The girls in my Sparkle Spa series are entrepreneurs, they’re athletes, they’re not afraid to take risks or stand up for themselves. But they also love pretty clothes and fancy hair-dos and sparkly nail polish. At the end of book one, All that Glitters, the girls come to the realization that they can be smart and strong and sparkly all at the same time. The message I hope girls get from reading my books isn’t that all girls should love sparkly nail polish, but that girls can love sparkly nail polish and it won’t define them. They can embrace everything they enjoy unapologetically and create their own definition of what it means to be a girl. Whether their sparkle is coming from glittery nail polish or the glimmer of an exciting idea or the glow of satisfaction after achieving a goal through hard work and dedication, I say power to the sparkle, girls! Sparkle on.

 

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Jill Santopolo is the author of the Sparkle Spa series, the Follow Your Heart books, and the Alec Flint mysteries. You can follow her on Twitter @JillSantopolo or find her on Facebook at /jillsantopoloauthor.
website: www.jillsantopolo.com
www.sparklespabooks.com

Topics: 2015 release, girlie, chapter book, Jill Santopolo, Aladdin, Simon & Schuster

Jill Santopolo and Follow your Heart - Love on the Lifts

Posted by Lisa Doan on Thu, Jan 22, 2015 @ 07:01 AM

The Launchpad was wondering, are you looking for love? If so, Jill Santopolo, class of '08 and member of the Cliffhangers, has got you covered - thirteen different ways. Follow Your Heart is a teen romance series published by Puffin and Love on the Lifts releases today! Pick your path to find the perfect guy in this personalized romance set on the ski slopes!


What better way to spend your vacation than on the slopes? In this unique romance, the reader’s in the driver’s seat—creating her own path through the narrative and ending with one of eleven different guys. By making selections at the end of each chapter, the reader decides who will be her perfect match. It could be the athletic ski instructor, one of the adorable twin brothers in the lodge, or the sweet guy with the broken leg by the fireplace. Finding your dream guy couldn’t be easier, and it all takes place against the snowy backdrop of a romantic ski resort. And if not all readers are looking for love, there are other options: to hang with your sister, make new friends, or spend some time alone. But any way you slice it, every reader will have their love on the lifts!

We asked Jill: What did you learn about love from writing the series?


resized 9780147510938 LoveontheLiftsI started writing Summer Love, the first book in my Follow Your Heart find-your-own-ending teen romance series just as I was beginning to date after a not-so-pleasant break-up. I was a little afraid to be out there in the dating world again and doubting my own instincts in the romance department. I hadn’t been on a first date in years, much less on multiple first dates in a row. Sometimes during the same week. And once, on the same day. But as I wrote Summer Love, I realized that my fictional teens had a lot to teach me about dating and meeting people—all I had to do was listen. I finished writing Love on the Lifts, the second book in the series, just as I met a guy I thought things had the potential to work out with. That turned out not to be the case, but thanks to the experience if writing both books, I much better prepared to follow my heart this time around. Here’s what I learned:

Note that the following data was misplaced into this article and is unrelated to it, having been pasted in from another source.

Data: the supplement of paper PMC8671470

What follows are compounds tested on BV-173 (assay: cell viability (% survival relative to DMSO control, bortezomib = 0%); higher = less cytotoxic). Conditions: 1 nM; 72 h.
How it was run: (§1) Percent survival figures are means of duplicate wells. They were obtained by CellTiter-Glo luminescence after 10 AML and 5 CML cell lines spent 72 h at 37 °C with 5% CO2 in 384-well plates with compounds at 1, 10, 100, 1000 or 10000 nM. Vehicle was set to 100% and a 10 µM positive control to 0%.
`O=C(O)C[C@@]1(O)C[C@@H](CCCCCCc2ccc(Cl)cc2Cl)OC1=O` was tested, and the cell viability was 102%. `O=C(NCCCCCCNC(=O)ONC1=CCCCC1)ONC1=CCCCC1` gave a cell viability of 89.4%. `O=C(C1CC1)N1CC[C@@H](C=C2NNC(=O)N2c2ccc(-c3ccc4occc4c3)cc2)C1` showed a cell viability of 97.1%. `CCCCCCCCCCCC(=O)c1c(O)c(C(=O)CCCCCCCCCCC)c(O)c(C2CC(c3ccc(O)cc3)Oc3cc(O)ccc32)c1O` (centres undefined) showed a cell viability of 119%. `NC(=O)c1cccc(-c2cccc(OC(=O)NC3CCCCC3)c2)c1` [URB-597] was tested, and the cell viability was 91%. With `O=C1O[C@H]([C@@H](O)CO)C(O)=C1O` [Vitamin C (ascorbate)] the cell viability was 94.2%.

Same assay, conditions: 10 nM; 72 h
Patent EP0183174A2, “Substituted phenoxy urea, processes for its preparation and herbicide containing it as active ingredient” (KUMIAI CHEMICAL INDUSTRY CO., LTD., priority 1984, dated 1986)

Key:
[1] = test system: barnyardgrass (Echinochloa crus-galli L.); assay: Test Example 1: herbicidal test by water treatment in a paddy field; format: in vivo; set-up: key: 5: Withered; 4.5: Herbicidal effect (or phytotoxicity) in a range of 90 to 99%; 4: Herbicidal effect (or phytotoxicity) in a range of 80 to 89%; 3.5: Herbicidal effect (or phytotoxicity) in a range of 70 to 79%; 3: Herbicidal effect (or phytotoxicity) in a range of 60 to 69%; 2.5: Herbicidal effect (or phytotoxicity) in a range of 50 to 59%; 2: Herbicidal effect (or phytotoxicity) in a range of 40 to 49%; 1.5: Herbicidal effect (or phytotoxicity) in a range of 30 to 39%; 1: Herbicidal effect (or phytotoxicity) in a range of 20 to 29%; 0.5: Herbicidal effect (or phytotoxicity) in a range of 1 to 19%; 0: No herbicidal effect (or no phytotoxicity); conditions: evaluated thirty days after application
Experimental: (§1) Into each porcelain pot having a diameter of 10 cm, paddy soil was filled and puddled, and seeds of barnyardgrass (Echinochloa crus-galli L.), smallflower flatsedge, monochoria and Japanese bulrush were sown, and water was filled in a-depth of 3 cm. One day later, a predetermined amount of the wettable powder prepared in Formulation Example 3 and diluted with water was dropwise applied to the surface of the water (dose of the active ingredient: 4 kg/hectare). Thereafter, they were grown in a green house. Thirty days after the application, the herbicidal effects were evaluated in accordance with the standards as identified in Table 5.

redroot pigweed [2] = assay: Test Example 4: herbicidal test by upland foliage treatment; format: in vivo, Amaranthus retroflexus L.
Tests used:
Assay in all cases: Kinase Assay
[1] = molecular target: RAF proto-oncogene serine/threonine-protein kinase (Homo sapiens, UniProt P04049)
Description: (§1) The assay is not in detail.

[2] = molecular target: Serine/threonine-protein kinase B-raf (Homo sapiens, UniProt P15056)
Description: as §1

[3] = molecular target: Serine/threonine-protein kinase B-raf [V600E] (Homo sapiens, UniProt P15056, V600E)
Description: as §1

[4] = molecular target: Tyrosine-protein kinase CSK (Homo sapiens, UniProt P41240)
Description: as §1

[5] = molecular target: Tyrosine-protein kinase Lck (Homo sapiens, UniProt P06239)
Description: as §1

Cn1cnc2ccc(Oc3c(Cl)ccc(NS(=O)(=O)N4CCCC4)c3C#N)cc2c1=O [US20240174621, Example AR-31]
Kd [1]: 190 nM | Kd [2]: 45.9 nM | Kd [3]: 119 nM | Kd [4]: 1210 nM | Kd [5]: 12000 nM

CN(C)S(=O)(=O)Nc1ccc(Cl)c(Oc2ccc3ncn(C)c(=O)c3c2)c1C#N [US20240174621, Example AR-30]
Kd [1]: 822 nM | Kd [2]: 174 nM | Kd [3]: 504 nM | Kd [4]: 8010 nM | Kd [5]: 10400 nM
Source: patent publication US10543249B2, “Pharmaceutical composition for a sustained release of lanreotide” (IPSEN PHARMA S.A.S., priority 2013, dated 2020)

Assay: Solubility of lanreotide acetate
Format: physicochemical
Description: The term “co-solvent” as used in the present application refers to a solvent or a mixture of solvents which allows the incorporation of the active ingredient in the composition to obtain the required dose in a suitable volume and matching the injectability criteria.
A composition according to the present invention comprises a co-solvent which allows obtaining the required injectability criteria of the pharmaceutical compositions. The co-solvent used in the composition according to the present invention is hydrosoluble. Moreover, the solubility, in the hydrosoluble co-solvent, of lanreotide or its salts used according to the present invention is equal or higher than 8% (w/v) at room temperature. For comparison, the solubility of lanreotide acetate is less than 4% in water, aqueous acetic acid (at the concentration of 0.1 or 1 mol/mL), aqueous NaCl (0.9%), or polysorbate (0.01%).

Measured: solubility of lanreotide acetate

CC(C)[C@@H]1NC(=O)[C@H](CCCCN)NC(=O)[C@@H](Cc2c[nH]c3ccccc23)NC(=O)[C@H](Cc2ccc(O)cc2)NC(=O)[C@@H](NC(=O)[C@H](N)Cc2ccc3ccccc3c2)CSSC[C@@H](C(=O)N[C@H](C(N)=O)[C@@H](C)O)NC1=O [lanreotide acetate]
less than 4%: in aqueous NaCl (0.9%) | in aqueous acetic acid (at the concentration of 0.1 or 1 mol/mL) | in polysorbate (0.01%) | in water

1. There will always be someone else out there: In Summer Love and Love on the Lifts, there are tons of guys to choose from—eleven in each book to be precise—and if readers don’t like the first or second or third guy they meet, there’ll be another guy on the next page or two. The same is true in real life. There are more than 7 billion people in the world. So if you go on a date with someone who makes you feel bad or smells funny or spends the entire time talking about his ex-girlfriend, that’s okay. You can always try again tomorrow (or the next day or the day after that).

2. There's something good about everyone: In writing eleven different potential love interests in two different books, I had to come up with good qualities for all of them—some were physical, some were mental or emotional, but each character had to have at least a few things going for him. And, of course, this isn’t just true in fiction. The guy you went on a date with who smells funny might be a brilliant literature professor who shares your love of Jane Austen novels. The guy who is stuck on his ex might have beautiful eyes and interesting insights into the psychology of relationships. When you look for the positives in someone, sometimes the negatives become less important. Or at least a bad date becomes a tolerable one.

3. Just because he's a great guy, doesn't mean he's great for you: In a find-your-own-ending book, the characters all had to be unique enough to appeal to readers with different attraction criteria, so I wrote some guys who were more athletic, others who are more cerebral, some who loved kids or dogs or lobster rolls or art or dancing and others who were sweet or spontaneous or romantic. And I ended up writing twenty-two guys who I think are all pretty awesome. But that doesn’t mean that I’d want to date all of them. Just because a guy is a great guy doesn’t mean he’s great for you. And that’s okay. Just see #1 and keep on going.

4. Don’t be afraid to put yourself out there: If the main characters of the Follow Your Heart books stayed inside their houses all day, never interacting with anyone, all these cool guys I created for them would never get to meet them! That’s true in real life too. If you want a chance to meet new people, you’ve got to go out and do things. Say yes to invitations, say yes to traveling solo, say yes to doing whatever it is that you always wanted to do but were too afraid to try. You never know who you’re going to meet.